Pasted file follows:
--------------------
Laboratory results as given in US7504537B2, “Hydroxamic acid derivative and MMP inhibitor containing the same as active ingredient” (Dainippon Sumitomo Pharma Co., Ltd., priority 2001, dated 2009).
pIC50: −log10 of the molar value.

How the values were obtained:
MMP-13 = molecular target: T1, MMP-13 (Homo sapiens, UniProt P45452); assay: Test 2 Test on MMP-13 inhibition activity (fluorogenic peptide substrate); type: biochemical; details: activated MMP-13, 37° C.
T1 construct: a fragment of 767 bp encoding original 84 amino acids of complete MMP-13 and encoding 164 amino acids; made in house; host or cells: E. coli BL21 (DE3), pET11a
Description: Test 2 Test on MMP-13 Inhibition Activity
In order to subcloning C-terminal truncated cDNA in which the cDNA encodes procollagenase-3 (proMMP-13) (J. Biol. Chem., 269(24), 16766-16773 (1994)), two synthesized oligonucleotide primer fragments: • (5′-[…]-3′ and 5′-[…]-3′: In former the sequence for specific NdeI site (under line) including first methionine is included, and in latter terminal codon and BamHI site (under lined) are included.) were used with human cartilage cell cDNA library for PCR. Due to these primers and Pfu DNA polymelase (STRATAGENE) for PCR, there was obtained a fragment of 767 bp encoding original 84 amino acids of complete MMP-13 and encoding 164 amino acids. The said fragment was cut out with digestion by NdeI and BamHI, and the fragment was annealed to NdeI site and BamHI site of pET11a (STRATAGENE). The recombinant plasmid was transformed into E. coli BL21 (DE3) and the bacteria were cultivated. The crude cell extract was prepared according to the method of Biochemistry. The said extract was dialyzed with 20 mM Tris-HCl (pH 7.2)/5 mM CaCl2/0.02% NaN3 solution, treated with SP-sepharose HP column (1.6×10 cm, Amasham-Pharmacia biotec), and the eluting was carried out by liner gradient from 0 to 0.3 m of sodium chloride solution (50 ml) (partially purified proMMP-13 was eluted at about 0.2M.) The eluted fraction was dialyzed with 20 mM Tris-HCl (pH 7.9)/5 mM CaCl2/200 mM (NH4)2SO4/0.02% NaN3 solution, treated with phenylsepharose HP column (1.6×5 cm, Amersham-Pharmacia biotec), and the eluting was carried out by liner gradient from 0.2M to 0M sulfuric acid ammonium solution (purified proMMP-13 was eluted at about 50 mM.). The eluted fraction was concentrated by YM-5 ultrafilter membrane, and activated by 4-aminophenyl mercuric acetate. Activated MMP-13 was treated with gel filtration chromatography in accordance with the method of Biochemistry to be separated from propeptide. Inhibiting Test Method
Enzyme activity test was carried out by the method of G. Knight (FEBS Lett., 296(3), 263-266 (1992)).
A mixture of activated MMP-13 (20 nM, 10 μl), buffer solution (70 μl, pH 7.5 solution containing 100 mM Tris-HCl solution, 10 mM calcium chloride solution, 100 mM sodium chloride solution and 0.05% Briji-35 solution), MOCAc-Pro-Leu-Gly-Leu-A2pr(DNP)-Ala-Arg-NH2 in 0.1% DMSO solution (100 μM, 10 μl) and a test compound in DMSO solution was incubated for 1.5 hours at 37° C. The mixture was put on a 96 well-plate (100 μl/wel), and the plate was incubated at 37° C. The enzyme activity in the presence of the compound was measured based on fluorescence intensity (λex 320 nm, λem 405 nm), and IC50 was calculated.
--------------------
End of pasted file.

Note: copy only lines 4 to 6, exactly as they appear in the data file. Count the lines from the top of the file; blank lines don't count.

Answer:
MMP-13 = molecular target: T1, MMP-13 (Homo sapiens, UniProt P45452); assay: Test 2 Test on MMP-13 inhibition activity (fluorogenic peptide substrate); type: biochemical; details: activated MMP-13, 37° C.
T1 construct: a fragment of 767 bp encoding original 84 amino acids of complete MMP-13 and encoding 164 amino acids; made in house; host or cells: E. coli BL21 (DE3), pET11a
Description: Test 2 Test on MMP-13 Inhibition Activity